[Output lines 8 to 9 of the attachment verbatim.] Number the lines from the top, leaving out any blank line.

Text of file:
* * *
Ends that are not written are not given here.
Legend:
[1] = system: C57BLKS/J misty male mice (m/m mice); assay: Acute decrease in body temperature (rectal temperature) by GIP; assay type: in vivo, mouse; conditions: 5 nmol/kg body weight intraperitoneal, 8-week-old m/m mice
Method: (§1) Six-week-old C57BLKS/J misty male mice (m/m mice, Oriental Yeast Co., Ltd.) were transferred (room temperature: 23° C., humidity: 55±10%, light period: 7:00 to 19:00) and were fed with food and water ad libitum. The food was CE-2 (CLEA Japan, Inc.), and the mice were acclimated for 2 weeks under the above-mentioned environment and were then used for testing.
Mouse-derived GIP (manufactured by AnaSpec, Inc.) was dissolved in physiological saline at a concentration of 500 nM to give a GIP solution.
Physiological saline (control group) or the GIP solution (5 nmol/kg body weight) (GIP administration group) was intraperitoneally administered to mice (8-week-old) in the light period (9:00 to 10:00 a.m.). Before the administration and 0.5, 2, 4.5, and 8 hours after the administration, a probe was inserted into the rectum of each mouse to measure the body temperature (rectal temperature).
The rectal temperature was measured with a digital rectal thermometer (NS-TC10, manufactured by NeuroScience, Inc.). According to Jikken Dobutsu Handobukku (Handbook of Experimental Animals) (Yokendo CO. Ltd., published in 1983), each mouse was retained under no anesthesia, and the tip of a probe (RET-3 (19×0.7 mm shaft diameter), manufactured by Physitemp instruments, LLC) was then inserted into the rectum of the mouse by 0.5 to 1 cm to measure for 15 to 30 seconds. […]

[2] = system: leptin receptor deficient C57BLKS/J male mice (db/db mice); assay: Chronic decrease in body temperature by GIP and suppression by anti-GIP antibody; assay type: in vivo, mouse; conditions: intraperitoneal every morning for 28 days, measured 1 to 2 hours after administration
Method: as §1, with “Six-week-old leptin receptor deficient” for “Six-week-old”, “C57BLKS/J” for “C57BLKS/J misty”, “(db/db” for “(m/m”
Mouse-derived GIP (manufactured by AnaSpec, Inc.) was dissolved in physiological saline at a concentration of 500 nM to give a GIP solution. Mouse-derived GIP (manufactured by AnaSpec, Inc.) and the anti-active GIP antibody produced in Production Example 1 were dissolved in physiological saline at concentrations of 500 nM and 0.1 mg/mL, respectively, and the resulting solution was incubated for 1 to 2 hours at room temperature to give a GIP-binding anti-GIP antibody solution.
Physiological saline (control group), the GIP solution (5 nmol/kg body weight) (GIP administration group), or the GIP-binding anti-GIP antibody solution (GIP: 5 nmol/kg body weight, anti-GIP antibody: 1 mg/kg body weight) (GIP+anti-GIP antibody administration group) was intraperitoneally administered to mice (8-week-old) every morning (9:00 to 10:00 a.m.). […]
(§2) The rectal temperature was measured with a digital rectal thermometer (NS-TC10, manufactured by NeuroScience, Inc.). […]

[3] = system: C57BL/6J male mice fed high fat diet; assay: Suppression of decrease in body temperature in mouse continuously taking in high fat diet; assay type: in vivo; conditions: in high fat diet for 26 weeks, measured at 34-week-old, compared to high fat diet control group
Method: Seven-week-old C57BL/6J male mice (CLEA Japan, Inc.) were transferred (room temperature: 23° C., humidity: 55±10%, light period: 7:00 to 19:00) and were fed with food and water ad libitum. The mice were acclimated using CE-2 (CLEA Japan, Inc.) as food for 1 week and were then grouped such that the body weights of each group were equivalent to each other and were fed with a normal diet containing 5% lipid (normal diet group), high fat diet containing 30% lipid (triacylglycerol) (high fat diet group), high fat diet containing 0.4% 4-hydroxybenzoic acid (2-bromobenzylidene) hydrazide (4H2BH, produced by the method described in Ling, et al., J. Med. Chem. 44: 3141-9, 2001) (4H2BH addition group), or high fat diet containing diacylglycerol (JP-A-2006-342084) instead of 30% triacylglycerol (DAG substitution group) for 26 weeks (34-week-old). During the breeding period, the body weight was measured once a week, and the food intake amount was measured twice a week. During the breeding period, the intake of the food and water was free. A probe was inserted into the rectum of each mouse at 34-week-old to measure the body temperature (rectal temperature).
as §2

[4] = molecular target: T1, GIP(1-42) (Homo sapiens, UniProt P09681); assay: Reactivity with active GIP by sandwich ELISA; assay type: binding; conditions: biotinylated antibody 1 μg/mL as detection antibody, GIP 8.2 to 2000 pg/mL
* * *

[2] = system: leptin receptor deficient C57BLKS/J male mice (db/db mice); assay: Chronic decrease in body temperature by GIP and suppression by anti-GIP antibody; assay type: in vivo, mouse; conditions: intraperitoneal every morning for 28 days, measured 1 to 2 hours after administration
Method: as §1, with “Six-week-old leptin receptor deficient” for “Six-week-old”, “C57BLKS/J” for “C57BLKS/J misty”, “(db/db” for “(m/m”